TR_drive.jpg

"Western Digital's Black 4TB the only desktop hard drive to combine that top-of-the-line capacity with a 7,200-RPM spindle speed and five years of warranty coverage. We take a closer look."

Here are some more Storage reviews from around the web:

Storage

Intel Shows DSL4510/4410 and Falcon Ridge 20 Gbps Thunderbolt at NAB

Subject: General Tech, Storage | April 8, 2013 - 04:00 PM |
Tagged: thunderbolt, nab 13, Intel, falcon ridge, DSL4510, cactus ridge

Way back in July of 2012 Tim Verry wrote a news story on PC Perspective discussing the upcoming Falcon Ridge and Cactus Ridge Thunderbolt controllers, due out in 2014 and 2013 respectively.  It appears this is coming to fruition at the NAB Show 2013 this week in Las Vegas, with two new variants of Thunderbolt on display by Intel.

tb1.jpg

Cactus Ridge, now known as the DSL4510 and 4410 controllers will add support for DisplayPort 1.2 when connected to native DisplayPort displays while also improving power management and lowering the implementation costs for hardware designers. 

Maybe more exciting is the prototype of next-generation silicon for Thunderbolt, code named Falcon Ridge, that runs at 20 Gbps, double that of current Thunderbolt implementations.  Intel promises that this will enable 4K video file transfer and display simultaneously.  As expected, production will start in late 2013 with ramping in 2014.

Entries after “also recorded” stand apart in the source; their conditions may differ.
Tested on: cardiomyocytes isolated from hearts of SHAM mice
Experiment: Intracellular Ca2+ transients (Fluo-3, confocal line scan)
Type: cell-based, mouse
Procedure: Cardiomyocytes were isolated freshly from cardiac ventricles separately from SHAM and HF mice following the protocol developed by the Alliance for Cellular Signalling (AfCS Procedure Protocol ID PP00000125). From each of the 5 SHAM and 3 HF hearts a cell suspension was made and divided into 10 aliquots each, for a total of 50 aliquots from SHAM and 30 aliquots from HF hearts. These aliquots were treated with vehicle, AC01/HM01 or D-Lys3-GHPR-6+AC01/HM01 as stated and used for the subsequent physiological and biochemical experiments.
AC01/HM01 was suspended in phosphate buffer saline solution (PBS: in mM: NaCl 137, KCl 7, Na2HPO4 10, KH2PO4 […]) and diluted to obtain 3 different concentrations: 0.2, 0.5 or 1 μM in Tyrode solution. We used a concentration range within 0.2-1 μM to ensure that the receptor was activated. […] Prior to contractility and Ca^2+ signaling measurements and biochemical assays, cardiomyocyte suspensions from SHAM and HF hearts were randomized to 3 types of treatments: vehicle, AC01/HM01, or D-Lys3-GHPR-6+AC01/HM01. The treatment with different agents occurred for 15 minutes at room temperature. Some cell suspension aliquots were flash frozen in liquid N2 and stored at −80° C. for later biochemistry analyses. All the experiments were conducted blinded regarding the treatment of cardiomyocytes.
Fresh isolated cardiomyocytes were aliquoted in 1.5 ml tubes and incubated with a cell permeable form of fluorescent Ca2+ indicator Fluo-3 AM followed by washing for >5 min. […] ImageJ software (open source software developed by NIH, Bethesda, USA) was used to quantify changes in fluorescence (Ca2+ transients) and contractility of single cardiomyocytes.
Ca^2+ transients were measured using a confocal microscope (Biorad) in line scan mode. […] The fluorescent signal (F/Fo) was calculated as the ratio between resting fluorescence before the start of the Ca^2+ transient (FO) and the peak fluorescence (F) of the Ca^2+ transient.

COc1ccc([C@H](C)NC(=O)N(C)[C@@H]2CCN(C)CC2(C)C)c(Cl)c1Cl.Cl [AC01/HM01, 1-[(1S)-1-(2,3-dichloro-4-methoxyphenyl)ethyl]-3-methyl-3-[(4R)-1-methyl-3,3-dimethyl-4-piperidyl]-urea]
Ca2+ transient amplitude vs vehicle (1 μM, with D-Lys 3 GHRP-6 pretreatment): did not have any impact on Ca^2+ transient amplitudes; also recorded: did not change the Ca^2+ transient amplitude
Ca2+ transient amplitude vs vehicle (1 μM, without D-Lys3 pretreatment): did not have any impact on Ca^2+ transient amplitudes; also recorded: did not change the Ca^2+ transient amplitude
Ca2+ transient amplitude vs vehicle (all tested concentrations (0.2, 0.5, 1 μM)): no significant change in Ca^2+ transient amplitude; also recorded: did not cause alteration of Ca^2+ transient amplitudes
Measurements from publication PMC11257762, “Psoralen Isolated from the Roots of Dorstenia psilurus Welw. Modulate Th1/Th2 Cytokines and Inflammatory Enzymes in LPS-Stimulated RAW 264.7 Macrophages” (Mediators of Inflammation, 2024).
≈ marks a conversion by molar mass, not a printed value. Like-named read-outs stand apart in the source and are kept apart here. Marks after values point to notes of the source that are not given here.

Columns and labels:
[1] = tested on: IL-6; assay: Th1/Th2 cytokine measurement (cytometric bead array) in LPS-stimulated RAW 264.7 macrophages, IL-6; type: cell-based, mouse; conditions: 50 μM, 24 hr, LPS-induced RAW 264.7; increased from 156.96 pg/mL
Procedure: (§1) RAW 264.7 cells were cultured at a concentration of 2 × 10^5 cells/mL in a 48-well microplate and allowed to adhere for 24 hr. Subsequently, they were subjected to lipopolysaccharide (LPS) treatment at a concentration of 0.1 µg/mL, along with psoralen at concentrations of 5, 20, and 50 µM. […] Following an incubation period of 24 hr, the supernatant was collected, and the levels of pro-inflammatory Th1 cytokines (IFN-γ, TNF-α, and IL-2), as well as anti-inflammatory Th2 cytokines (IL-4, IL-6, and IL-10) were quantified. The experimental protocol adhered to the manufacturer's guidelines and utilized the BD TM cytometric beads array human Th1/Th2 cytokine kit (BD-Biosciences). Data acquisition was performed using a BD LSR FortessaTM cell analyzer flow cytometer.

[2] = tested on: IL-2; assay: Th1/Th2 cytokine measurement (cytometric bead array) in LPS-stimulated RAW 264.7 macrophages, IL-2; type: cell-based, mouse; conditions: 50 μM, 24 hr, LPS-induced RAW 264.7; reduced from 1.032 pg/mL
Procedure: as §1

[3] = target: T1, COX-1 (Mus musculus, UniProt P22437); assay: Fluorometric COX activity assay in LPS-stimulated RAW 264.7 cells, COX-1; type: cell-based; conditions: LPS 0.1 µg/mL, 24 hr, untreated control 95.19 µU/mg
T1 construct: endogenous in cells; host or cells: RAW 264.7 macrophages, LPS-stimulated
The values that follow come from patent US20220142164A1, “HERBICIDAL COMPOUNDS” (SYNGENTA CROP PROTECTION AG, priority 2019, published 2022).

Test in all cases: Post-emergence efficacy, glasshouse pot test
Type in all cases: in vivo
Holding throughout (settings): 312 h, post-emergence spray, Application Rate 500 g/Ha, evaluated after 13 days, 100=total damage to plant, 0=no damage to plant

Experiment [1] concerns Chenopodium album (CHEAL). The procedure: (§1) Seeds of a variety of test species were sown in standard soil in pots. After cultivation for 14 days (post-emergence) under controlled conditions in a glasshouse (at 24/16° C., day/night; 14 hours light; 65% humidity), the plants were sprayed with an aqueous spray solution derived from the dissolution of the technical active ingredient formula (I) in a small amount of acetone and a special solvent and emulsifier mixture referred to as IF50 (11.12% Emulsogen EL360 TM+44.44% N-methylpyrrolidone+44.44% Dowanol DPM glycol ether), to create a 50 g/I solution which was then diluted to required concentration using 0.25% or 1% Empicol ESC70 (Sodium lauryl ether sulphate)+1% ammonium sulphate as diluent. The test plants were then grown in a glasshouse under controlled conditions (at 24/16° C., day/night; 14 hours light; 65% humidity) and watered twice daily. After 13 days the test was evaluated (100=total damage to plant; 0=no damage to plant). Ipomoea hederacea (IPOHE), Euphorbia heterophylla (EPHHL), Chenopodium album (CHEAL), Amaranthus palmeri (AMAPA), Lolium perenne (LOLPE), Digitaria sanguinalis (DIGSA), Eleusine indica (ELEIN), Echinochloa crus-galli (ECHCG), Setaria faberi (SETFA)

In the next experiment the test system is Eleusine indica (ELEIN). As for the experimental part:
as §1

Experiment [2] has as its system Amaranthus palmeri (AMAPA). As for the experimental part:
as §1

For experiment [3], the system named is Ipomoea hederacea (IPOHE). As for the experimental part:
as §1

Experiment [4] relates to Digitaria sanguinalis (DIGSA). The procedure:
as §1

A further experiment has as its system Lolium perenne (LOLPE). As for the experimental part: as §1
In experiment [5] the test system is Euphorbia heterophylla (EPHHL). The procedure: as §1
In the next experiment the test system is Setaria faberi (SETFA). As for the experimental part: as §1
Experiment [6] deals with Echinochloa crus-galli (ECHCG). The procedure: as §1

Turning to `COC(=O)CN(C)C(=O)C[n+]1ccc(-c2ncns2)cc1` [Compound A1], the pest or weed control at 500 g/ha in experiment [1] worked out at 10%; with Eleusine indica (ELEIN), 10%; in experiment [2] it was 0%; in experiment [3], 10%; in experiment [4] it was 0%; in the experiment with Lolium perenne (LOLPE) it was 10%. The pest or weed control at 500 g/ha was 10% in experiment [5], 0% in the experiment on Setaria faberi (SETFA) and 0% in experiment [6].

tb2.jpg

Thunderbolt's integration into the consumer market has been slower than expected but professionals are seeing more and more uses for this kind of extreme bandwidth as the video production pipeline prepares for large scale 4K distribution.  We are using Thunderbolt internally at PC Perspective for our Frame Rating capture based graphics testing running at nearly 800 MB/s we have been happy with the results. 

Source: Intel

The Vertex 3.20, shrinking down to 20nm

Subject: Storage | April 4, 2013 - 07:22 PM |
Tagged: 20nm, ocz, vertex 3.20, synchronous flash, SandForce SF-2281

There is very little change between the original Vertex 3 and the new Vertex 3.20, as the controller remains as an SF-2281 and the rated speeds match, the only real difference is in the new 20nm NAND.  In a way [H]ard|OCP was disappointed that OCZ did not reduce the size of the Vertex to fit in mobile devices as the new NAND is very power efficient and would be welcomed more by mobile users than desktop users.  As far as performance per dollar it is still the Samsung 840 which remains on top but OCZ has a solid contender.

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"OCZ releases the Vertex 3.20 240GB SSD as part of the continued restructuring of its product lines. With 20nm NAND and a LSI SandForce SF-2281 controller the Vertex 3.20 SSD is geared for budget conscious buyers, and today we test it with the other top value-oriented SSDs."

Here are some more Storage reviews from around the web:

Storage

Source: [H]ard|OCP

Seagate Launches 4TB, Four-Platter Hard Drive For $200

Subject: Storage | April 3, 2013 - 06:26 AM |
Tagged: Seagate, 1TB Platter, 4TB, Hard Drive, storage

Seagate recently took the wraps off of a new 4TB hard drive. The new drive uses the company's 1TB platters, and the ST4000DM000 uses four 1TB platters. Other characteristics include a 7,200 RPM spindle speed, 64MB cache, and support for the SATA III 6 Gbps interface.

According to the company, the 4TB drive boasts an average read/write data rate of 146MB/s (which is good for a mechanical hard drive), max sustained transfer speed of 180MB/s, and sub-8.5ms and 9.5ms average seek times for read and write operations respectively.